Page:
The appeal goes beyond value for consumers, according to Joel DiGiorgio, the owner of Arthur Mac’s who also had a hand in the opening of Drake’s Dealership in Oakland and Westbrae Biergarten in Berkeley. He pointed out that many young people are struggling to find real estate that’s relatively affordable and spacious enough, especially for a growing family.

On any given afternoon, the crowd at many Oakland beer gardens has a smattering of young children with their parents, baby strollers parked next to pints. For consumers, beer gardens have become a replacement for dining rooms and backyards, DiGiorgio said. “They no longer have that space they may have had generations ago.”
For business owners, Oakland’s beer garden market is not yet viewed as saturated, a fact that continues to spur the rapid transformation of the city’s bar scene. Craft beer is popular right now, and beer gardens have become a logical, cost-efficient move for many entrepreneurs hopping on the trend.

“Our initial thinking was pretty basic, and I imagine not too uncommon: rent and construction costs are crazy high, and we’re going to spend all our cash on installing a production brewery,” said Sam Gilbert, founder of Temescal Brewing, which opened last year. “So why not turn the parking lot into pleasant place to hang out, and let good weather and good beer do the rest?”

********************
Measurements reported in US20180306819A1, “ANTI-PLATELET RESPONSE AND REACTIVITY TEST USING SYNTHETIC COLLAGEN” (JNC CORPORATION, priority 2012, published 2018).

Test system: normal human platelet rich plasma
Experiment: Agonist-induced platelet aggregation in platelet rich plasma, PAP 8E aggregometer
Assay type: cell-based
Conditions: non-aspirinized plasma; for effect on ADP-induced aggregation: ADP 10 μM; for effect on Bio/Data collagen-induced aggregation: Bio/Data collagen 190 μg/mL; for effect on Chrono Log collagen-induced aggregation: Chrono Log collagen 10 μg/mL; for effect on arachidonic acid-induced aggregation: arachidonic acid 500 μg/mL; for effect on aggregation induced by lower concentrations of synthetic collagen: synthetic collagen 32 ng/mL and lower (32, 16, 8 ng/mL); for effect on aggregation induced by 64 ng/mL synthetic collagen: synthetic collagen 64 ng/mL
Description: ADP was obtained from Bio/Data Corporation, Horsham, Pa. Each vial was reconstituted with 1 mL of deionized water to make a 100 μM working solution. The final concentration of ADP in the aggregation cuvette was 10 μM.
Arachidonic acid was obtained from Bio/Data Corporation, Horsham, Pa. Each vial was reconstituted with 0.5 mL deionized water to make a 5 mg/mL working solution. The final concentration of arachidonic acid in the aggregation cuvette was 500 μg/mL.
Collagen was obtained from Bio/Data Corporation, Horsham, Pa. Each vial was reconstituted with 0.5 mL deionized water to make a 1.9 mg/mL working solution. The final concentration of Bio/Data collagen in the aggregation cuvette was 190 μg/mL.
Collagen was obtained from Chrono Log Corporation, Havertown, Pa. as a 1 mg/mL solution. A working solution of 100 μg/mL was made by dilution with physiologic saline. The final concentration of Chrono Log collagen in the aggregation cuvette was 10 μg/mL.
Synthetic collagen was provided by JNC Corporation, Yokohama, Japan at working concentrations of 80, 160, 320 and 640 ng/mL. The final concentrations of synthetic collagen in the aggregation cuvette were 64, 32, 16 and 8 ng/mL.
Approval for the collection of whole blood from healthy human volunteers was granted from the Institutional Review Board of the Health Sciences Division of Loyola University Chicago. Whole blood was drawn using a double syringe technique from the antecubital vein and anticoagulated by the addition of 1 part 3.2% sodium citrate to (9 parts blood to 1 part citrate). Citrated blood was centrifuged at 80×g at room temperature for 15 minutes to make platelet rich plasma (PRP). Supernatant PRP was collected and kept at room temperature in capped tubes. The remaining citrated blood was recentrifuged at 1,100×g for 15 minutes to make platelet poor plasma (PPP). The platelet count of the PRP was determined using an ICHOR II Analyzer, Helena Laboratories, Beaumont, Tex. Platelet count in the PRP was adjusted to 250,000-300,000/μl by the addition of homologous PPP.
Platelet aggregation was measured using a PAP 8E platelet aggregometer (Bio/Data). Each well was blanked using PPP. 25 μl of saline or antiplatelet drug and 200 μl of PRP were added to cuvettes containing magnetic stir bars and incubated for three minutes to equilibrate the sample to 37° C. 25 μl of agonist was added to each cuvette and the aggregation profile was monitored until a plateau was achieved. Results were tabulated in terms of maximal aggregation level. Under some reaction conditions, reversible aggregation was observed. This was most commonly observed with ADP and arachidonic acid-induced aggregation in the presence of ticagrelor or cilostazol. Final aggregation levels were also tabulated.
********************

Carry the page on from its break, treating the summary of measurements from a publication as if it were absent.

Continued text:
On the corner lot next to Gilbert’s brewery is a Church’s Chicken. On the opposite side toward 41st Street is Harmony Missionary Baptist Church. The beer garden property is surrounded by fencing and stocked with tables, umbrellas, cinder blocks and plants — or as Gilbert describes it, “DIY-able stuff.” Temescal Brewing’s construction was driven by local labor, a Kickstarter campaign and the contributions of a few artists.

“That never would have been possible working on an interior space of the same size,” Gilbert said.
Up the road, Roses’ Taproom also reaped the benefits of a crowdfunding campaign. It’s a relatively small operation — a small, seven-barrel brewhouse capable of producing about 215 gallons per batch twice a week — but the outdoor drinking space follows a similar design scheme of other setups with wooden benches and plants.

The most common refrain among bar owners is a simple one: With lower costs, beer gardens are better suited for a tumultuous industry, despite being subject to the whims of weather.

“Oakland is cheaper. Licenses are cheaper, rent is cheaper and labor is cheaper,” said Thad Vogler, owner of Bar Agricole and Trou Normand, two cocktail bars in San Francisco, where a Type 47 liquor license, which allows for the sale of hard liquor, can cost upward of $300,000. Meanwhile, a Type 41 beer and wine license in Oakland can cost $3,000 to $5,000.